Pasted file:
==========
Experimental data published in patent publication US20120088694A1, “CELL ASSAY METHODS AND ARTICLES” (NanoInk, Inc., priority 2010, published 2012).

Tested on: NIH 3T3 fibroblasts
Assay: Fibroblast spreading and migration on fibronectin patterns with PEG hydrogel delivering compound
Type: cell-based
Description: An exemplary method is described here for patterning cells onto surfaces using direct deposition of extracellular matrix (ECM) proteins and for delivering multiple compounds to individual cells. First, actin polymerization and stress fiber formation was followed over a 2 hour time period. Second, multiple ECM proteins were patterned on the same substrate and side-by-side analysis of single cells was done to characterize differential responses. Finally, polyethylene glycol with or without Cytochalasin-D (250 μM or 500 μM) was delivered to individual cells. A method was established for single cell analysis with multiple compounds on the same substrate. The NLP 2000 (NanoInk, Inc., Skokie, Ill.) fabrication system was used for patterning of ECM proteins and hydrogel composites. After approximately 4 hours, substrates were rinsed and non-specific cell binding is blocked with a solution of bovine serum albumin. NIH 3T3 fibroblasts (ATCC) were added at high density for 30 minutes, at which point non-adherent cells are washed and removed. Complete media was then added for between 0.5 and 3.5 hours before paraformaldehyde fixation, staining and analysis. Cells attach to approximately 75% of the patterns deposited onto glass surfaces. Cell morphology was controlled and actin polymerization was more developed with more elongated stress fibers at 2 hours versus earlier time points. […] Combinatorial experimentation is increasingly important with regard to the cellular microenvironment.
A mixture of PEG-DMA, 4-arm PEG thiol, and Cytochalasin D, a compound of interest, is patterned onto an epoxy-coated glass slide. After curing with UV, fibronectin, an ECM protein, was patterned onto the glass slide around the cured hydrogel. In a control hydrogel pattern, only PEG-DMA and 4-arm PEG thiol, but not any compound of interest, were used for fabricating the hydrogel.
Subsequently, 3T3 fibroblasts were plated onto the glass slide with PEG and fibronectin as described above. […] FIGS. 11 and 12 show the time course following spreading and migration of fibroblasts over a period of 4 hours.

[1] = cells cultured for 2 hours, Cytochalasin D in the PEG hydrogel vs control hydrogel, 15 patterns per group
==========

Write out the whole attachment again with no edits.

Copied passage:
Experimental data published in patent publication US20120088694A1, “CELL ASSAY METHODS AND ARTICLES” (NanoInk, Inc., priority 2010, published 2012).

Tested on: NIH 3T3 fibroblasts
Assay: Fibroblast spreading and migration on fibronectin patterns with PEG hydrogel delivering compound
Type: cell-based
Description: An exemplary method is described here for patterning cells onto surfaces using direct deposition of extracellular matrix (ECM) proteins and for delivering multiple compounds to individual cells. First, actin polymerization and stress fiber formation was followed over a 2 hour time period. Second, multiple ECM proteins were patterned on the same substrate and side-by-side analysis of single cells was done to characterize differential responses. Finally, polyethylene glycol with or without Cytochalasin-D (250 μM or 500 μM) was delivered to individual cells. A method was established for single cell analysis with multiple compounds on the same substrate. The NLP 2000 (NanoInk, Inc., Skokie, Ill.) fabrication system was used for patterning of ECM proteins and hydrogel composites. After approximately 4 hours, substrates were rinsed and non-specific cell binding is blocked with a solution of bovine serum albumin. NIH 3T3 fibroblasts (ATCC) were added at high density for 30 minutes, at which point non-adherent cells are washed and removed. Complete media was then added for between 0.5 and 3.5 hours before paraformaldehyde fixation, staining and analysis. Cells attach to approximately 75% of the patterns deposited onto glass surfaces. Cell morphology was controlled and actin polymerization was more developed with more elongated stress fibers at 2 hours versus earlier time points. […] Combinatorial experimentation is increasingly important with regard to the cellular microenvironment.
A mixture of PEG-DMA, 4-arm PEG thiol, and Cytochalasin D, a compound of interest, is patterned onto an epoxy-coated glass slide. After curing with UV, fibronectin, an ECM protein, was patterned onto the glass slide around the cured hydrogel. In a control hydrogel pattern, only PEG-DMA and 4-arm PEG thiol, but not any compound of interest, were used for fabricating the hydrogel.
Subsequently, 3T3 fibroblasts were plated onto the glass slide with PEG and fibronectin as described above. […] FIGS. 11 and 12 show the time course following spreading and migration of fibroblasts over a period of 4 hours.

[1] = cells cultured for 2 hours, Cytochalasin D in the PEG hydrogel vs control hydrogel, 15 patterns per group